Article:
- Sophie Willard
- 4 October 2019
LFF 2019: Adam Driver stars in this somewhat dry indictment of the CIA's post 9/11 practices
In this damning if flat indictment of CIA practices, Adam Driver plays Daniel Jones, a former US Senate investigator and the lead author of a report on the agency's torture programme deployed in the wake of 9/11, which was commissioned by Senator Dianne Feinstein (Annette Bening). Jones faced stonewalling, obfuscation, and the threat of legal action as the CIA attempted to prevent the report's publication – despite its findings corroborating their own, from an earlier, covert investigation.
Those findings? That torture – repackaged with PR spin as 'enhanced interrogation techniques' – produced no actionable intelligence. Writer-director Scott Z Burns' film hammers this conclusion home decisively. Although focusing primarily on the practices of the Bush administration, notably, and refreshingly, his script doesn't let President Obama off lightly either, exposing the Democrat party's complicity in sweeping the story under the rug.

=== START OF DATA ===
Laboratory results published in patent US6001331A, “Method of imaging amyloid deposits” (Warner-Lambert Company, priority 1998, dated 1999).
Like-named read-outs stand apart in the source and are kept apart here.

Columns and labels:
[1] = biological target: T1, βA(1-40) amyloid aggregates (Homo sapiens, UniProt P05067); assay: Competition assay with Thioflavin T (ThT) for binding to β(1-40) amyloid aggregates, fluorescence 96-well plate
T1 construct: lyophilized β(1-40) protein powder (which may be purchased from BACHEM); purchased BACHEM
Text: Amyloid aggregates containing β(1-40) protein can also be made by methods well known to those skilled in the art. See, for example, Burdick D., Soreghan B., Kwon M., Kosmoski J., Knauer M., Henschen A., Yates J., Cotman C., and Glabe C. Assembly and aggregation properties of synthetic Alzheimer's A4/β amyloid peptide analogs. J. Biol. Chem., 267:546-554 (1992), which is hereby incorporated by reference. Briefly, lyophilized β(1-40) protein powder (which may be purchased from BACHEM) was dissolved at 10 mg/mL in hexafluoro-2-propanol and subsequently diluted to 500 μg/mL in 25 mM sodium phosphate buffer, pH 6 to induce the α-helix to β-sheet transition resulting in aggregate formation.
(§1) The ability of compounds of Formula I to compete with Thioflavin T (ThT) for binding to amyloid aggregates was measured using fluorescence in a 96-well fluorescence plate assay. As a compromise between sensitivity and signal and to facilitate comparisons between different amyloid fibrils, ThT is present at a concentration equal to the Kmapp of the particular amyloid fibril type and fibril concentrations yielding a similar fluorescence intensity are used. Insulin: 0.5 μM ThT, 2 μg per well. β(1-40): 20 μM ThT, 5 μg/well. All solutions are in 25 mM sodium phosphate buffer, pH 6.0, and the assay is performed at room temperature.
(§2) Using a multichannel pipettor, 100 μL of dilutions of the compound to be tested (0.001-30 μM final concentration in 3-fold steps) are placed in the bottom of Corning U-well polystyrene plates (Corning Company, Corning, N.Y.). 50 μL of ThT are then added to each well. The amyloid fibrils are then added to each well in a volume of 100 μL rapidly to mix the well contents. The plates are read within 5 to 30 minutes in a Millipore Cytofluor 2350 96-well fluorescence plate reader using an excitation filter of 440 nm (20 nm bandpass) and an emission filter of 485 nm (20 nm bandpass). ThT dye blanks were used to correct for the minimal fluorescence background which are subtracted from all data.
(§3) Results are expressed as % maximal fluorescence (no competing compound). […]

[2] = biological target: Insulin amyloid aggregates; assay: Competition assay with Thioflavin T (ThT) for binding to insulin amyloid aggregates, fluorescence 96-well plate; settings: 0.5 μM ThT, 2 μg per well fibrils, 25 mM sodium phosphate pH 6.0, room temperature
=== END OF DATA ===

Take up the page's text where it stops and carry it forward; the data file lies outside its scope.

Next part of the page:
Grainy, orange-filtered flashbacks to the events detailed in the documents recreate the dehumanising treatment of detainees. They're the film's weakest element. Dialogue between CIA agents and the incompetent US Air Force psychologists who devised the programme is almost laughably expository, their conversations too on-the-nose in their cartoonish villainy. Though the flashbacks don't glorify the violence, they serve little purpose but to humiliate the Middle Eastern actors employed to stand naked and chained and pretend to be repeatedly water-boarded – an insulting creative decision.
Rather dry in its first half, the film injects much-needed humour into later scenes, with Driver in particular making use of his fine comic timing. Bening, sadly, has little to work with, and the attention to story over character results in a fact-focused retelling that's intellectually interesting and thrilling in its condemnation, yet devoid of tension, drama, and emotion.
Screening on Sat 5 and Sun 6 Oct as part of the BFI London Film Festival 2019. Selected release from Fri 15 Nov.